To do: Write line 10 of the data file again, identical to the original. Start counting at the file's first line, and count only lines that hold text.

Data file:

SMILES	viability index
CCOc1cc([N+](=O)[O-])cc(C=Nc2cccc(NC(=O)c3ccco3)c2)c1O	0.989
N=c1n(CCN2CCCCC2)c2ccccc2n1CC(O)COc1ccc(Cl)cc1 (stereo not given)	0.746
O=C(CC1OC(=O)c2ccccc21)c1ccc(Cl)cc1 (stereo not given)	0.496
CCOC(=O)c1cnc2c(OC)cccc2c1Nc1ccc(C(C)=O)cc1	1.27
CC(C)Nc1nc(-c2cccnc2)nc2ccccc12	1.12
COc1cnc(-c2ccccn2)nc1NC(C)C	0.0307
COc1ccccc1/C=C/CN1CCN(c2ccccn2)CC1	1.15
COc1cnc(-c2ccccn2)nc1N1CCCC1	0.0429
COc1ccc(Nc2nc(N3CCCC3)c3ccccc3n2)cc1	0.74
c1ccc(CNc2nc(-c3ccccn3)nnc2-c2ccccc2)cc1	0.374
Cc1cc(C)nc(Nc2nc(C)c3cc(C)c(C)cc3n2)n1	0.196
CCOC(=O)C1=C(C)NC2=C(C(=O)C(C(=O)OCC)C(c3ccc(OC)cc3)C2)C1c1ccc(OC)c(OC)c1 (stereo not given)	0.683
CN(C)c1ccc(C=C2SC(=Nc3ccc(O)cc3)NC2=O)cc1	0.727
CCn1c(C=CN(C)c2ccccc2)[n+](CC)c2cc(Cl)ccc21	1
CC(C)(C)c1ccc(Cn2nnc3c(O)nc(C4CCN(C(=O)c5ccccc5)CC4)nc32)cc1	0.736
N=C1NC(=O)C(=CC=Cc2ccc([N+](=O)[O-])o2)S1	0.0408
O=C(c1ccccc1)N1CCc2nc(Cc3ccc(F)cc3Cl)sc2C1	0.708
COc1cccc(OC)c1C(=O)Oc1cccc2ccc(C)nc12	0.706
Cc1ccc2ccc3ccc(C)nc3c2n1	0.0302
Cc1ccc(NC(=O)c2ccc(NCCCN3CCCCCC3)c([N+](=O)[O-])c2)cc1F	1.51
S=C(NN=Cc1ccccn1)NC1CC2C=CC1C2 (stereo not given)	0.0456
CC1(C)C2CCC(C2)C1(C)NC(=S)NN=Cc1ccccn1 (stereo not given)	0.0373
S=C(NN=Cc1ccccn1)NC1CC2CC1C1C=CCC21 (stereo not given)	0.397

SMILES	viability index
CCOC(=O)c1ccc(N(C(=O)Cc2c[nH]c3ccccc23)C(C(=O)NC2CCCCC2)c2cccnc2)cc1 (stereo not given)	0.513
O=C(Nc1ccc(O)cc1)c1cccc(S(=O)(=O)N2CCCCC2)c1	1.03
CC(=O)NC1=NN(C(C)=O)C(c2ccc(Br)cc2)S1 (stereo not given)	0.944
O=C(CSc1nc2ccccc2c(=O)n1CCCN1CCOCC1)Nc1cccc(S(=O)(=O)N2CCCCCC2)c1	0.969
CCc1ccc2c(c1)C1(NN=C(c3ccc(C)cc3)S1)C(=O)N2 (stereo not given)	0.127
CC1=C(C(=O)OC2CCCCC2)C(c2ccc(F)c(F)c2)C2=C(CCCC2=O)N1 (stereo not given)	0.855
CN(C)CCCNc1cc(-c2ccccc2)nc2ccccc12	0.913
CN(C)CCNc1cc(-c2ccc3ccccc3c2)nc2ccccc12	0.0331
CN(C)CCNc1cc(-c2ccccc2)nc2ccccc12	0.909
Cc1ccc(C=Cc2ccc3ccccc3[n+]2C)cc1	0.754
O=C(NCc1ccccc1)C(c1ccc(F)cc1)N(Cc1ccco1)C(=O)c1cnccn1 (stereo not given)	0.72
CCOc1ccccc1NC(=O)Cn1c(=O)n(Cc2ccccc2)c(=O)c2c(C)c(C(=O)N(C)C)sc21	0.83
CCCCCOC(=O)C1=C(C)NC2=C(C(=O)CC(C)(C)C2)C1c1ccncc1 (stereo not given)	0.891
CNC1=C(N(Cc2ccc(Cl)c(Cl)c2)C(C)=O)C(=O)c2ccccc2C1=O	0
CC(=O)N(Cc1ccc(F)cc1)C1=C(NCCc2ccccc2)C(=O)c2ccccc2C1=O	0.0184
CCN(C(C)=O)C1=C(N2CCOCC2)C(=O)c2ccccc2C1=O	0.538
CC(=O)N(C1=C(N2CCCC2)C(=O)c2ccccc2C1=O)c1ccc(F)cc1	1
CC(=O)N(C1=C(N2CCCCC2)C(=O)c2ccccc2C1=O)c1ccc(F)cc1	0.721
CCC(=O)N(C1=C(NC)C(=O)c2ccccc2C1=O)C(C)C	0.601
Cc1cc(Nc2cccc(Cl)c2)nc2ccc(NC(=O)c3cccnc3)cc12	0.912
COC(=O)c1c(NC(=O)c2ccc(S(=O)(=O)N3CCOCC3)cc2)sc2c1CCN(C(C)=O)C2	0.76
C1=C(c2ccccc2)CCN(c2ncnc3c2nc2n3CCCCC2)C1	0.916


COc1ccc(Nc2nc(N3CCCC3)c3ccccc3n2)cc1	0.74